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Association between Bacterial Vaginosis and Fetal Fibronectin at 24-29 Weeks’ Gestation


Pastore, Lisa M.; Royce, Rachel A.; Jackson, Tracy P.; Thorp, John M., Jr.; Savitz, David A.; & Kreaden, Usha S. (1999). Association between Bacterial Vaginosis and Fetal Fibronectin at 24-29 Weeks' Gestation. Obstetrics & Gynecology, 93(1), 117-123.


Objective: To investigate the relationship between fetal fibronectin and bacterial vaginosis, which are associated with an increased risk for preterm delivery.
Methods: Researchers for the Pregnancy, Infection and Nutrition Study, a cohort study of pregnant women at three central North Carolina sites, collected genital tract specimens from all enrolled women between 24 and 29 weeks' gestation. Among women with last menstrual periods between March 10, 1995, and August 15, 1996, 868 pregnancies were eligible for this analysis. Fetal fibronectin was assessed by a dipstick immunoassay kit. Bacterial vaginosis was evaluated by Nugent-scored, Gram-stained vaginal smears (scores of 7-10 considered positive).
Results: Overall, 6.3% of women had positive fetal fibronectin test results, and 18.8% had bacterial vaginosis. The unadjusted relative risk (RR) of fetal fibronectin-positivity comparing women with bacterial vaginosis to those without bacterial vaginosis was 1.6 (95% confidence interval [CI] 1.1, 2.5). Using multiple logistic regression to adjust for race, maternal age, parity, and location of care, women who had bacterial vaginosis and smoked at the time of recruitment were at substantially increased risk of fetal fibronectin-positivity (RR 7.8, 95% CI 2.2, 27.8) compared with smokers without bacterial vaginosis. Among nonsmokers, bacterial vaginosis was not associated with fetal fibronectin-positivity (RR 1.0, 95% CI 0.4, 2.4). These results were essentially unchanged after adding the requirement of vaginal pH exceeding 4.5 to the bacterial vaginosis definition.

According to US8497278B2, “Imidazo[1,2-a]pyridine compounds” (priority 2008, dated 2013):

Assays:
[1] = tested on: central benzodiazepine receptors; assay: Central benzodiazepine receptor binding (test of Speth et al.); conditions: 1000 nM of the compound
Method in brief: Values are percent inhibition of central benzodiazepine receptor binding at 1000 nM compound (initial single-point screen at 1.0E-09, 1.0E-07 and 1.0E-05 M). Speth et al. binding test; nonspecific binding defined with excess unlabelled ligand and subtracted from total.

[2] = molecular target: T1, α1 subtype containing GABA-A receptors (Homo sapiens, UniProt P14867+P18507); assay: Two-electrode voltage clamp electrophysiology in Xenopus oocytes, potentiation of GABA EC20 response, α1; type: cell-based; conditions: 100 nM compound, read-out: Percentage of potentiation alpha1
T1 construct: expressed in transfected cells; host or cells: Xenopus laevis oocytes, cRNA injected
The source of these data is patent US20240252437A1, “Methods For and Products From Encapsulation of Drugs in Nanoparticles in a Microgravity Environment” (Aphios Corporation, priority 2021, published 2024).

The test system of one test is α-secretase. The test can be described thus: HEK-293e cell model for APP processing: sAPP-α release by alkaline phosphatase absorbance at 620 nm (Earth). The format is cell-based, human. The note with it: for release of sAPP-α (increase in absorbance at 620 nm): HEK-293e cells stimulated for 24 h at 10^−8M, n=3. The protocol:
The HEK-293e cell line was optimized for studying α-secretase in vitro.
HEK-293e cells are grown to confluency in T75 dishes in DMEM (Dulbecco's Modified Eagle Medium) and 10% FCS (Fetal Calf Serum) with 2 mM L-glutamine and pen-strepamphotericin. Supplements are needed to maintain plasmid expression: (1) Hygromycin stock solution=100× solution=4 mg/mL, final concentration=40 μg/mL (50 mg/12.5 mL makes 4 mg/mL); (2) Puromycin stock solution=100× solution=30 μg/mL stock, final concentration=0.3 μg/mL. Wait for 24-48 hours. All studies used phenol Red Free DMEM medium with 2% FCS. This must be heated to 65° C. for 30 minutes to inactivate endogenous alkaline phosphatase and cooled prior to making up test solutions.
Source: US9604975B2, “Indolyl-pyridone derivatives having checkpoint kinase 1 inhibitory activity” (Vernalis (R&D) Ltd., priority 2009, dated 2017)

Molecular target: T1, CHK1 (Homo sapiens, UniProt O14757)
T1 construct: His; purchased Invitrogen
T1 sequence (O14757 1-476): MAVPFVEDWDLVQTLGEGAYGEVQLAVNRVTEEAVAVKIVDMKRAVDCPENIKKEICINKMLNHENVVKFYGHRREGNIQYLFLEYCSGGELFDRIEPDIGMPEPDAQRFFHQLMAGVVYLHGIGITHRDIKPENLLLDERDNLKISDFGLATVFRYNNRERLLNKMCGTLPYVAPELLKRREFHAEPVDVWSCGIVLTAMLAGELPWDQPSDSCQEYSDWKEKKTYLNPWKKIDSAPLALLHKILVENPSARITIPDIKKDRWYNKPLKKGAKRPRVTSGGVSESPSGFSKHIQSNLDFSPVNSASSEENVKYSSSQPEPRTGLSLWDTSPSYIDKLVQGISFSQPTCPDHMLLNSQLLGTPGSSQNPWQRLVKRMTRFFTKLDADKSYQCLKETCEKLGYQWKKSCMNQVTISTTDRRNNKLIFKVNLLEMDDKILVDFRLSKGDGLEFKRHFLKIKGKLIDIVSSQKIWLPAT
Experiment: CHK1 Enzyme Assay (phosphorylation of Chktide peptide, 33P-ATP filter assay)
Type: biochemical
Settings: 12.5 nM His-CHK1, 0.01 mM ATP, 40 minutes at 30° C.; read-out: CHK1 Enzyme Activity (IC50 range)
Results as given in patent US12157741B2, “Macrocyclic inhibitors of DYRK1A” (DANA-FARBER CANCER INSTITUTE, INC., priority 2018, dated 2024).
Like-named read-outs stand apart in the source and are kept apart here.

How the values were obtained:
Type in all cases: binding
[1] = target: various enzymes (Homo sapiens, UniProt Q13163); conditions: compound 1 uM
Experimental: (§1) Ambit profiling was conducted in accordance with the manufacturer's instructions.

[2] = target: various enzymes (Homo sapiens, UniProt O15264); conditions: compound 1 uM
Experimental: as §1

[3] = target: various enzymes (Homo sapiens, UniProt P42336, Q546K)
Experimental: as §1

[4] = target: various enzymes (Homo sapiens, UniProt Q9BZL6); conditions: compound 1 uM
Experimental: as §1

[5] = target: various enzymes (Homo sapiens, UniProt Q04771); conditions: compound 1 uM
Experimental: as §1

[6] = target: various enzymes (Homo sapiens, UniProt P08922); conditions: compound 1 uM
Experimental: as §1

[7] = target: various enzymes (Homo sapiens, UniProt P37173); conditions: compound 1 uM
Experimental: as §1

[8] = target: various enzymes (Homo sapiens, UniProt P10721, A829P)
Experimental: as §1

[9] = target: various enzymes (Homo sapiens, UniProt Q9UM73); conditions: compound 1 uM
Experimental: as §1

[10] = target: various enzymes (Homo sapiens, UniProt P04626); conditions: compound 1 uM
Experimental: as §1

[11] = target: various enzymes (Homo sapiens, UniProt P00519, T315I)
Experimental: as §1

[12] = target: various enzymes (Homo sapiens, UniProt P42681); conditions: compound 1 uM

Conclusion: Fetal fibronectin was associated positively with bacterial vaginosis, but only among women who smoked. These results might provide clues as to the biologic relationship between smoking, infection, and preterm delivery.


Reference Type

Journal Article

Year Published


Journal Title

Obstetrics & Gynecology


Pastore, Lisa M.
Royce, Rachel A.
Jackson, Tracy P.
Thorp, John M., Jr.
Savitz, David A.
Kreaden, Usha S.